While Vantablack has long been locked up by Anish Kapoor, who secured the exclusive license to use it for art, Stuart Semple has been busy making his own version of the ultra-pigmented, super-flat black paint as an alternative for other artists to use. The newest version, Stuart Semple Black 4.0, comes as close to Vantablack’s potency as we’ve ever seen.
How close does it come? Well, Vantablack is listed to absorb 99.965 percent of visible light, allowing anything it coats to look absolutely pitch black, as if you’re staring straight at the insides of a cave (or the Batcave, with the lights turned off). Semple’s newest paint, on the other hand, is able to absorb 99.95 percent of that same light, which leaves the gap between them mostly negligible. On top of that, it’s sold as a paint that you can simply apply using any brush, which makes it much simpler to use compared to Vantablack’s complicated application process.
The Stuart Semple Black 4.0 is billed as the “blackest black paint in the known universe” and it’s actually not hyperbole, since other black coatings that do black better, such as Vantablack and the 99.995 percent black material Diemut Strebe developed with MIT engineers, aren’t available in paint form. And it’s real paint that you can apply using either a simple brush or an airbrush, allowing you to easily integrate it into any art piece you’re putting together, whether it be on a canvas, on a sculpture, or on an entire wall of an art installation.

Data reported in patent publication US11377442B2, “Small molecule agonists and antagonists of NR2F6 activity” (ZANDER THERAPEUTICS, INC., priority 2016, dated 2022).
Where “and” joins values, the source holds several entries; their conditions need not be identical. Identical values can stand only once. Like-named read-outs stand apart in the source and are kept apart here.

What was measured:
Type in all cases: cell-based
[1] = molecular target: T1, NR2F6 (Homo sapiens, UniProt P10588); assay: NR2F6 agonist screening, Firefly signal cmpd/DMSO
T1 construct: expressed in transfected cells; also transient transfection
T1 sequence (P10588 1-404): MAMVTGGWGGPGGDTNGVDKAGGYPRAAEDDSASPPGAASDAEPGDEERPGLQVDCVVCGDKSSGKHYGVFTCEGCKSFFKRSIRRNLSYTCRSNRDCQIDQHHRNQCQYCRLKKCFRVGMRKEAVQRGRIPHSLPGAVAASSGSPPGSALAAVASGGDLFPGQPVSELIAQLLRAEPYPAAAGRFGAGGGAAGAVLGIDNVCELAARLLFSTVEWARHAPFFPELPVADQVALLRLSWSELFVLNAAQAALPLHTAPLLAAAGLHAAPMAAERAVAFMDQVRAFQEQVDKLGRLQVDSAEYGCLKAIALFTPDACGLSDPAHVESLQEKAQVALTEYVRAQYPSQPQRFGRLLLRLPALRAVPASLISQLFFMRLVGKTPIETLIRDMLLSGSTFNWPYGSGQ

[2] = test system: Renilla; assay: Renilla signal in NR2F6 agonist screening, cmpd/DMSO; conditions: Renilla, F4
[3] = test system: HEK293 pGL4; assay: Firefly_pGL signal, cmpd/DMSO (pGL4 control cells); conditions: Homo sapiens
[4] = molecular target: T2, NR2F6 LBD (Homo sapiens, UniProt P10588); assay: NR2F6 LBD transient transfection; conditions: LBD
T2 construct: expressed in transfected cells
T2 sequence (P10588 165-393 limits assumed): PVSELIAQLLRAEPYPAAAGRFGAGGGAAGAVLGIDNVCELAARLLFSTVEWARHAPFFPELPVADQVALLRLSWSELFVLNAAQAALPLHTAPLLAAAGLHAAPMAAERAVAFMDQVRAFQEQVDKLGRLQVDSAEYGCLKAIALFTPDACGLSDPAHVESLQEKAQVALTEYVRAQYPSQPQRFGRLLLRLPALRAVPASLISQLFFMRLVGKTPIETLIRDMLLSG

According to Semple, it works on all surfaces, so there are no limitations to where you can use it, all while thinning with water if you need it to be a bit less dense than the default consistency. It’s supposed to be archival, too, so it should stay in place for many decades, much like any good quality art paint.
The Stuart Semple Black 4.0 also boasts better usability than previous versions, with this one requiring just a single coat, as it’s supposedly much more stable and durable. That’s because this new version actually uses an all-new formulation of the base resin, which gets both new ingredients and a significant change in the production process to realize its light-absorbing breakthroughs. Do note, the paint is still only meant for art pieces that will be kept indoors, as it’s still not rated to hold up to regular exposure to the elements. Basically, if you use it for a sculpture that’s installed at an open air park, don’t expect it to hold up for many years.
In case you plan to use it for your own projects, they do have some basic instructions for best results. If you’re using a brush, for instance, they recommend going for softer rather than stiffer ones, while porous surfaces are recommended to be sealed first using a mix of 25 percent PVA and 75 percent water. For shiny surfaces, you want to prime it first with either your own favorite primer or the original Black 2.0. When painting, they also advice to use as little as possible and spread evenly, as well as exercising patience to let the paint dry properly between coats.
The Stuart Semple Black 4.0 is available now, priced at $49.99 for a 150ml bottle and $259 for a full liter.